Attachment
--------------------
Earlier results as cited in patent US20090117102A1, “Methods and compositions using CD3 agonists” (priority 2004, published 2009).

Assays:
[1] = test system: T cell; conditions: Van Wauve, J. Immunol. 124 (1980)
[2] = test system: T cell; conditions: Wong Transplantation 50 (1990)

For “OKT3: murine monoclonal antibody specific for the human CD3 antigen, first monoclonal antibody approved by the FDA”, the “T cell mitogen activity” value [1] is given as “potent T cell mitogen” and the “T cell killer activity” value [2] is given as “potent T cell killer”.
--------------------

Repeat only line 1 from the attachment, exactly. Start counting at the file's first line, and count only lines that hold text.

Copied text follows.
Earlier results as cited in patent US20090117102A1, “Methods and compositions using CD3 agonists” (priority 2004, published 2009).